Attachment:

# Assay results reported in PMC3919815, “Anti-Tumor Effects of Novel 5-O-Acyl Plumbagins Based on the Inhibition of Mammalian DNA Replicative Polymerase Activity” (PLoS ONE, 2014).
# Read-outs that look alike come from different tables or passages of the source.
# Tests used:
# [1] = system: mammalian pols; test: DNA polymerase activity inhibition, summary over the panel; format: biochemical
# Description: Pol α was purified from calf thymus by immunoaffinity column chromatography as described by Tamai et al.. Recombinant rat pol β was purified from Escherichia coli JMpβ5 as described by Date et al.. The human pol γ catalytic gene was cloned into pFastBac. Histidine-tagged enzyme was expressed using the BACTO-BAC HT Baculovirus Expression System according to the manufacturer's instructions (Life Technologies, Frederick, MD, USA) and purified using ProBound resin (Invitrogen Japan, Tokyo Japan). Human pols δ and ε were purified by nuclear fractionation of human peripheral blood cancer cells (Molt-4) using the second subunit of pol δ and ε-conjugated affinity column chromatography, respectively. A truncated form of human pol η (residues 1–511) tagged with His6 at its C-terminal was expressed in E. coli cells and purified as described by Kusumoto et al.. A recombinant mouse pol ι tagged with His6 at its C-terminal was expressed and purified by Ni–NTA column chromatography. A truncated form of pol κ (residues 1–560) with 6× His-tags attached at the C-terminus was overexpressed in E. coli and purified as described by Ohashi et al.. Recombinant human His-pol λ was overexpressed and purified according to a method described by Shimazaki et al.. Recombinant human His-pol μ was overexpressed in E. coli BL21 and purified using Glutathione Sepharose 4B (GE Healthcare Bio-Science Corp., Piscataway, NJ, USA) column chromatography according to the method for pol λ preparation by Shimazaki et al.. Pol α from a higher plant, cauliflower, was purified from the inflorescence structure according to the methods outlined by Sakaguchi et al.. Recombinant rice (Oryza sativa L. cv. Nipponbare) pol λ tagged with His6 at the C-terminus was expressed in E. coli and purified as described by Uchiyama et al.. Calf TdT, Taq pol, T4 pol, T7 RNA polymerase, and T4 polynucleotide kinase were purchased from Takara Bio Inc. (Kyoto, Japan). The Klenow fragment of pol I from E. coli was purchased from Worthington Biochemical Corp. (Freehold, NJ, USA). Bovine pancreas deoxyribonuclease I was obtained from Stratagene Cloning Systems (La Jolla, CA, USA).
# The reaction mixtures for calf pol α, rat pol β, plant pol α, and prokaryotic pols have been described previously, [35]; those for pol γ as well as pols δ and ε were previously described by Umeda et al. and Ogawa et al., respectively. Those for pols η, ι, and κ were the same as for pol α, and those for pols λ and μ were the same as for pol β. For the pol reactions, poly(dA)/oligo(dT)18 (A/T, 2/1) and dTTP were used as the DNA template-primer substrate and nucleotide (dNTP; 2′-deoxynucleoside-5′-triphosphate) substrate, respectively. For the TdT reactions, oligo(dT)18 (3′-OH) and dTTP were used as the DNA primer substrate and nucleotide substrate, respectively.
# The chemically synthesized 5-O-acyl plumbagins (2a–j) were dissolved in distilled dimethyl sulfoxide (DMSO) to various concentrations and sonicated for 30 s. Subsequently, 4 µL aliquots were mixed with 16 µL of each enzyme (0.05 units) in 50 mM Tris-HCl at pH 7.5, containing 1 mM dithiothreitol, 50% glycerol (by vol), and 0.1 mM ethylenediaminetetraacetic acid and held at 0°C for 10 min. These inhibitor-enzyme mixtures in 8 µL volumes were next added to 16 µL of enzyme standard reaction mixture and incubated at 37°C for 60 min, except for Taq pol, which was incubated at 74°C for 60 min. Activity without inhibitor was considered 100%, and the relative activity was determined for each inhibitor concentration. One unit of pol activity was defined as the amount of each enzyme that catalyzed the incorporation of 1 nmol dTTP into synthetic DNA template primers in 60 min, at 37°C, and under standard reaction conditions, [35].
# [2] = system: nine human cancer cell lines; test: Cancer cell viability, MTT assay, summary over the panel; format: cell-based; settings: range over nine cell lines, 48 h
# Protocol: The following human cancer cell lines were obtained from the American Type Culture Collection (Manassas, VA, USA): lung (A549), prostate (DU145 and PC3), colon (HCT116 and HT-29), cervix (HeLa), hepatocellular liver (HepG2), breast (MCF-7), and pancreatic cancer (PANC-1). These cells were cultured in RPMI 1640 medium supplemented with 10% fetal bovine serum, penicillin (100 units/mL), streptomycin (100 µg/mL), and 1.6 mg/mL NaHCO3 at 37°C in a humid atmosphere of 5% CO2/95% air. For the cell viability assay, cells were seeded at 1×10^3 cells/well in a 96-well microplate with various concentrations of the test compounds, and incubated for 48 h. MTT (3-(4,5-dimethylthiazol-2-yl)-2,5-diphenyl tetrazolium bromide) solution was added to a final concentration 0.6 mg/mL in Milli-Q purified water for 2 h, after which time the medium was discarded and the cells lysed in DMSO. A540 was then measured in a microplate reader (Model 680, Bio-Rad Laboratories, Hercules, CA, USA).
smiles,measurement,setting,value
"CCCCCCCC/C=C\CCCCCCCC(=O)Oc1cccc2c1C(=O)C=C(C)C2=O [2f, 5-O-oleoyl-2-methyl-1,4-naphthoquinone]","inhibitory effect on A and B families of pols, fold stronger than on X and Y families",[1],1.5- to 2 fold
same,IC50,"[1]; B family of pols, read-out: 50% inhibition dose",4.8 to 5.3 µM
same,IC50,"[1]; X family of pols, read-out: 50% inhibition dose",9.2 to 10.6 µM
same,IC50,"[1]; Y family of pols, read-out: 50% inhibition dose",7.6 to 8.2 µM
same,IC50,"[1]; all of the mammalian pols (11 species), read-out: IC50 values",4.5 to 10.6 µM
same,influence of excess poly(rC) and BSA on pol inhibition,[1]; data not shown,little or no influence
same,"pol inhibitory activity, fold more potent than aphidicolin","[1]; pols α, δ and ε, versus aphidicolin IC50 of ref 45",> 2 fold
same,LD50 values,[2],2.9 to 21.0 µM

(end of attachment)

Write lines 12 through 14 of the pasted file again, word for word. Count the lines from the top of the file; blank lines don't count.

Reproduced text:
same,IC50,"[1]; B family of pols, read-out: 50% inhibition dose",4.8 to 5.3 µM
same,IC50,"[1]; X family of pols, read-out: 50% inhibition dose",9.2 to 10.6 µM
same,IC50,"[1]; Y family of pols, read-out: 50% inhibition dose",7.6 to 8.2 µM